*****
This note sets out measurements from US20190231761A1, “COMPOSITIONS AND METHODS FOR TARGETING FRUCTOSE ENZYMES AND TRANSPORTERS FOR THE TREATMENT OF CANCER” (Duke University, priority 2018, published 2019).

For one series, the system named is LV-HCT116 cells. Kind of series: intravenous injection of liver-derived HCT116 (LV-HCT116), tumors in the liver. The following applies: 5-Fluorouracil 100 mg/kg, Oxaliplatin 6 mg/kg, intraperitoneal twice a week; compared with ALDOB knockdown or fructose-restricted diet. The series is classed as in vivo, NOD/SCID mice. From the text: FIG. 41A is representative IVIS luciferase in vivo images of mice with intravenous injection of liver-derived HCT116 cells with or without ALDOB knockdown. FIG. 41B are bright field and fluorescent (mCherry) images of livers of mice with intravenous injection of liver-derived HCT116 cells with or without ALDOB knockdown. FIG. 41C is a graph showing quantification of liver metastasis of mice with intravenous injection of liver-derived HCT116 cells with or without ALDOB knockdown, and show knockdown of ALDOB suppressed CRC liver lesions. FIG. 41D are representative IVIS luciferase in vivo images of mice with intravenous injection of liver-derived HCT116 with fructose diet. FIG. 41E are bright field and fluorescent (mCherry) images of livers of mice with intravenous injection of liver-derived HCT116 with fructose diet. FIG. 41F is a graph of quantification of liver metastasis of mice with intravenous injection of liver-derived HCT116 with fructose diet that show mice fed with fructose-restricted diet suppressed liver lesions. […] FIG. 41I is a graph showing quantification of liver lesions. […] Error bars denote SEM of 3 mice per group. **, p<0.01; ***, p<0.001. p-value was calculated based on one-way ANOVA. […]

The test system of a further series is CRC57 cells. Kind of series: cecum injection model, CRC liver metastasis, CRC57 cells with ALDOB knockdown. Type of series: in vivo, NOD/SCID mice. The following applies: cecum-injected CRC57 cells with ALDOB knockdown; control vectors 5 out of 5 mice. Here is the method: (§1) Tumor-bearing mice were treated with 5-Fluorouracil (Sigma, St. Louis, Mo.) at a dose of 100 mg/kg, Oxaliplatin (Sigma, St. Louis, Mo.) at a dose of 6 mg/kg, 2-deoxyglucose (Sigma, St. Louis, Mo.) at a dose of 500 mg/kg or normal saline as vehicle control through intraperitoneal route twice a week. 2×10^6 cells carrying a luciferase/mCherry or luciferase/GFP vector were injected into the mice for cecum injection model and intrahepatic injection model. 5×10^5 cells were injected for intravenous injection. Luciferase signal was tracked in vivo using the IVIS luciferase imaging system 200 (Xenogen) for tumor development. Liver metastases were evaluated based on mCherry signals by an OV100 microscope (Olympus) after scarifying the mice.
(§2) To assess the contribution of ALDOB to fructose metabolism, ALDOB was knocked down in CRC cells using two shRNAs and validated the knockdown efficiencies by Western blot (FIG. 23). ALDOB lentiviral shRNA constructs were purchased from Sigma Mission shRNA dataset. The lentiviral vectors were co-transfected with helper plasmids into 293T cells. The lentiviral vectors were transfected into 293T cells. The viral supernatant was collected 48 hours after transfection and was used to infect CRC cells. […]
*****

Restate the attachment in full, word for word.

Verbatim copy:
This note sets out measurements from US20190231761A1, “COMPOSITIONS AND METHODS FOR TARGETING FRUCTOSE ENZYMES AND TRANSPORTERS FOR THE TREATMENT OF CANCER” (Duke University, priority 2018, published 2019).

For one series, the system named is LV-HCT116 cells. Kind of series: intravenous injection of liver-derived HCT116 (LV-HCT116), tumors in the liver. The following applies: 5-Fluorouracil 100 mg/kg, Oxaliplatin 6 mg/kg, intraperitoneal twice a week; compared with ALDOB knockdown or fructose-restricted diet. The series is classed as in vivo, NOD/SCID mice. From the text: FIG. 41A is representative IVIS luciferase in vivo images of mice with intravenous injection of liver-derived HCT116 cells with or without ALDOB knockdown. FIG. 41B are bright field and fluorescent (mCherry) images of livers of mice with intravenous injection of liver-derived HCT116 cells with or without ALDOB knockdown. FIG. 41C is a graph showing quantification of liver metastasis of mice with intravenous injection of liver-derived HCT116 cells with or without ALDOB knockdown, and show knockdown of ALDOB suppressed CRC liver lesions. FIG. 41D are representative IVIS luciferase in vivo images of mice with intravenous injection of liver-derived HCT116 with fructose diet. FIG. 41E are bright field and fluorescent (mCherry) images of livers of mice with intravenous injection of liver-derived HCT116 with fructose diet. FIG. 41F is a graph of quantification of liver metastasis of mice with intravenous injection of liver-derived HCT116 with fructose diet that show mice fed with fructose-restricted diet suppressed liver lesions. […] FIG. 41I is a graph showing quantification of liver lesions. […] Error bars denote SEM of 3 mice per group. **, p<0.01; ***, p<0.001. p-value was calculated based on one-way ANOVA. […]

The test system of a further series is CRC57 cells. Kind of series: cecum injection model, CRC liver metastasis, CRC57 cells with ALDOB knockdown. Type of series: in vivo, NOD/SCID mice. The following applies: cecum-injected CRC57 cells with ALDOB knockdown; control vectors 5 out of 5 mice. Here is the method: (§1) Tumor-bearing mice were treated with 5-Fluorouracil (Sigma, St. Louis, Mo.) at a dose of 100 mg/kg, Oxaliplatin (Sigma, St. Louis, Mo.) at a dose of 6 mg/kg, 2-deoxyglucose (Sigma, St. Louis, Mo.) at a dose of 500 mg/kg or normal saline as vehicle control through intraperitoneal route twice a week. 2×10^6 cells carrying a luciferase/mCherry or luciferase/GFP vector were injected into the mice for cecum injection model and intrahepatic injection model. 5×10^5 cells were injected for intravenous injection. Luciferase signal was tracked in vivo using the IVIS luciferase imaging system 200 (Xenogen) for tumor development. Liver metastases were evaluated based on mCherry signals by an OV100 microscope (Olympus) after scarifying the mice.
(§2) To assess the contribution of ALDOB to fructose metabolism, ALDOB was knocked down in CRC cells using two shRNAs and validated the knockdown efficiencies by Western blot (FIG. 23). ALDOB lentiviral shRNA constructs were purchased from Sigma Mission shRNA dataset. The lentiviral vectors were co-transfected with helper plasmids into 293T cells. The lentiviral vectors were transfected into 293T cells. The viral supernatant was collected 48 hours after transfection and was used to infect CRC cells. […]